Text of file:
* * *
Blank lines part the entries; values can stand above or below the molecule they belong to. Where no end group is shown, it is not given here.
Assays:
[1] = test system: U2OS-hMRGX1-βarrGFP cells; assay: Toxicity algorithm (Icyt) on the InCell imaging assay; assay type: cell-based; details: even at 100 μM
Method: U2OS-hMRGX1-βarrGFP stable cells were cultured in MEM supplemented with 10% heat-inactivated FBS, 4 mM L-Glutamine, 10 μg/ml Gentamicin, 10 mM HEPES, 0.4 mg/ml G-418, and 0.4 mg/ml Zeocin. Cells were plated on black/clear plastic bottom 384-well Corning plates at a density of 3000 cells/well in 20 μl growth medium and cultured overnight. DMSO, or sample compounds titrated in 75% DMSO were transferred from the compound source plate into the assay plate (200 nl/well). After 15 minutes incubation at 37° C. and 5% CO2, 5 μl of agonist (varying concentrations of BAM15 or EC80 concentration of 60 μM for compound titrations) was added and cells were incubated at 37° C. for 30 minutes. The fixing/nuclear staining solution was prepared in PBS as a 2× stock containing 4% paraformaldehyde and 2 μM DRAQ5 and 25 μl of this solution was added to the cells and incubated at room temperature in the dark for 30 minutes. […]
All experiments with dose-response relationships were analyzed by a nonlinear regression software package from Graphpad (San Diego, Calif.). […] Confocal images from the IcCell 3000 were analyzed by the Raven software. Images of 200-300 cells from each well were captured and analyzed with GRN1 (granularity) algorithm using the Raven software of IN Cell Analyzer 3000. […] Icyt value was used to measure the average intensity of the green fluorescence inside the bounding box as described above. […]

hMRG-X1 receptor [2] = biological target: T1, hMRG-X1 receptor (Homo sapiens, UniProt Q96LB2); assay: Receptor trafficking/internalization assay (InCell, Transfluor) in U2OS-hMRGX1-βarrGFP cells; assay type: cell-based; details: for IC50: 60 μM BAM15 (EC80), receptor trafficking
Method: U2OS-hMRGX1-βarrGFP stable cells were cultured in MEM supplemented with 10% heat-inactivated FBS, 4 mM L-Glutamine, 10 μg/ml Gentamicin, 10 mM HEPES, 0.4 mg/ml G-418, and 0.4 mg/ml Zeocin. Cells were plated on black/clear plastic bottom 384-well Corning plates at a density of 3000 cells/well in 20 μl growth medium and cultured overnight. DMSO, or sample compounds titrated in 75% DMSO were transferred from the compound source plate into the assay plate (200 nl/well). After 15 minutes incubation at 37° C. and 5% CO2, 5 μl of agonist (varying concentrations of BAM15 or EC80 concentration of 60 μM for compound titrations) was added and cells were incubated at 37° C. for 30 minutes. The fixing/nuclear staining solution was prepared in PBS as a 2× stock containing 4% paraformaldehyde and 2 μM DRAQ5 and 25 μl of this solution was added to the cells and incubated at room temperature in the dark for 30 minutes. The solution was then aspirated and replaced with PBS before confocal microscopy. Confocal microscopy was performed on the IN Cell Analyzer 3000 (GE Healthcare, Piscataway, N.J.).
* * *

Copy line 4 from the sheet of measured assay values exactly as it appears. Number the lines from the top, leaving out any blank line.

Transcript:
Method: U2OS-hMRGX1-βarrGFP stable cells were cultured in MEM supplemented with 10% heat-inactivated FBS, 4 mM L-Glutamine, 10 μg/ml Gentamicin, 10 mM HEPES, 0.4 mg/ml G-418, and 0.4 mg/ml Zeocin. Cells were plated on black/clear plastic bottom 384-well Corning plates at a density of 3000 cells/well in 20 μl growth medium and cultured overnight. DMSO, or sample compounds titrated in 75% DMSO were transferred from the compound source plate into the assay plate (200 nl/well). After 15 minutes incubation at 37° C. and 5% CO2, 5 μl of agonist (varying concentrations of BAM15 or EC80 concentration of 60 μM for compound titrations) was added and cells were incubated at 37° C. for 30 minutes. The fixing/nuclear staining solution was prepared in PBS as a 2× stock containing 4% paraformaldehyde and 2 μM DRAQ5 and 25 μl of this solution was added to the cells and incubated at room temperature in the dark for 30 minutes. […]